May 202011
 

We had earlier reported that the federal Tourism Secretariat (Sectur) was about to announce the end of the Magic Towns program. Tourism has since announced that the program will continue at least into next year.  [Thanks to reader Jess for her report that the Tourism Secretariat has since announced that the program is being continued, and that there will be 52 Magic Towns by 2012.] The Magic Towns program, founded a decade ago, offered federal funds to promote tourism in towns and small cities throughout Mexico that were not traditional “sun and sand” tourism resorts or destinations.

The most likely towns to be added to the list are:

  • El Oro (Mexico state)
  • Mineral del Pozo (Guanajuato)
  • Sombrerete (Zacatecas)
  • Catemaco (Veracruz)
  • Calvillo (Aguascalientes)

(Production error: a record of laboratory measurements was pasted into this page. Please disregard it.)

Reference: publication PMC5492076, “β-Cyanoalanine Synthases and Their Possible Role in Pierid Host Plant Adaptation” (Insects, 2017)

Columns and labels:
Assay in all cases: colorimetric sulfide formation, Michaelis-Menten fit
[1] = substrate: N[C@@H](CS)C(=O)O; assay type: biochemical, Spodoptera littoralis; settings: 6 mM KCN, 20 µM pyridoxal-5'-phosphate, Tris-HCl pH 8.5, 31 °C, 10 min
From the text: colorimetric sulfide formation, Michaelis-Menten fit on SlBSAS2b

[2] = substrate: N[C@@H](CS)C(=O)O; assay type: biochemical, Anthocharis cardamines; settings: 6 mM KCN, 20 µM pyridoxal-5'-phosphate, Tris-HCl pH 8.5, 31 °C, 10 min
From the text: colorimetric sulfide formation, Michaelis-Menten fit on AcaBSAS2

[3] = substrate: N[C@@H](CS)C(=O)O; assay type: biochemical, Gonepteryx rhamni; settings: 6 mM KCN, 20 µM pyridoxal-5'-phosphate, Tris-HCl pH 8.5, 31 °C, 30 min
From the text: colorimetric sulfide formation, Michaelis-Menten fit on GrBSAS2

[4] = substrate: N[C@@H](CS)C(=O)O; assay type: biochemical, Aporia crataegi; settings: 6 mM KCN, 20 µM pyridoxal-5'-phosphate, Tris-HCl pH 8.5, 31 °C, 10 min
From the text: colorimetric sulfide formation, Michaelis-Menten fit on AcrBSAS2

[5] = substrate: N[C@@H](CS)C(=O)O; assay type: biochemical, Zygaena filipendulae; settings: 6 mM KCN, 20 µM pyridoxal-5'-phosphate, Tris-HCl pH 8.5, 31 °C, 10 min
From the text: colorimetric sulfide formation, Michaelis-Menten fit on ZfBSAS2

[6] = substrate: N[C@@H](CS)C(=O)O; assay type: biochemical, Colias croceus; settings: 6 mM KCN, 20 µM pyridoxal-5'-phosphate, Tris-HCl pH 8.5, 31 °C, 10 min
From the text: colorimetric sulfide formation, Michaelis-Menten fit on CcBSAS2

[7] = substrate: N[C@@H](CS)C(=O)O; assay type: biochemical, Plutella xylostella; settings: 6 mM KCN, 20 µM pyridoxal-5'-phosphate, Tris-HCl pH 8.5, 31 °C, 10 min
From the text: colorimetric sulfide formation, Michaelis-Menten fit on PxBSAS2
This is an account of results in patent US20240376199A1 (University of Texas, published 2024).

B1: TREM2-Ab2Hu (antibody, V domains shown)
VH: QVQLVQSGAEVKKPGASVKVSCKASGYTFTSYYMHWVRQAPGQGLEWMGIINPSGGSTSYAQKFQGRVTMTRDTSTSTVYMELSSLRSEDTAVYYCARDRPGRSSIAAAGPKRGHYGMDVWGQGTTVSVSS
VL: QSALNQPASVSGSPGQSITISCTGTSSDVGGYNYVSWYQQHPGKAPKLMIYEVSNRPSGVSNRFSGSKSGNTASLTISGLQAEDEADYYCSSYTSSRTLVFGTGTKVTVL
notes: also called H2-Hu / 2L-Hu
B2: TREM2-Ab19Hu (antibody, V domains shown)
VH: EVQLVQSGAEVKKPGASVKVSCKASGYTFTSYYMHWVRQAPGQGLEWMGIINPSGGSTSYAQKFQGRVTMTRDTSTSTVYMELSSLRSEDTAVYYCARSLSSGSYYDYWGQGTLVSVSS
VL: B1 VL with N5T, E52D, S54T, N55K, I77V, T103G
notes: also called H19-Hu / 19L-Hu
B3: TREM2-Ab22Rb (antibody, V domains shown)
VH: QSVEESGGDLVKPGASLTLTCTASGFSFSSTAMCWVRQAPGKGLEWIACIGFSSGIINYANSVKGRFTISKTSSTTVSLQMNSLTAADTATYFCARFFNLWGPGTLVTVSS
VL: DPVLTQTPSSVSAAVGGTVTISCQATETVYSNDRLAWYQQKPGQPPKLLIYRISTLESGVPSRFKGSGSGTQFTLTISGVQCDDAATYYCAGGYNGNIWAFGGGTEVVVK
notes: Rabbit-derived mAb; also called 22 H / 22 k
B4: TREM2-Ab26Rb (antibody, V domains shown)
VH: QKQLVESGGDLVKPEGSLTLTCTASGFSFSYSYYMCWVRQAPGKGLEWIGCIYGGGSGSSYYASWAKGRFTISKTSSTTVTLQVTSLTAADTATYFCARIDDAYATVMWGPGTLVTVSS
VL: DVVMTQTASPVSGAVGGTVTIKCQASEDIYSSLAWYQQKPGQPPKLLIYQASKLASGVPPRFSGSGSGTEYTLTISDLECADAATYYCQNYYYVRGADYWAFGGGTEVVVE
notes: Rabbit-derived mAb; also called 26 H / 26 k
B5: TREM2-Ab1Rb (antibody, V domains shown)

A further 70 towns are reportedly seeking accreditation. Some of these applicants are now likely to join similar promotional groupings such as “Pueblos con Encanto” (Towns with Charm) and “Pueblos Señoriales” (Noble Towns).

Following their designation, many Magic Towns have found it much easier to attract private investments in restaurants, hotels, guide services and similar tourism-related services.

Mexcaltitán

Mexcaltitán, island settlement in Nayarit

One of the very first Magic Towns established—the island community of Mezcaltitán in Nayarit—was stripped of its Magic Town status in 2009 for having failed to keep its streets and building facades clean and for not having limited the activities of informal street vendors.

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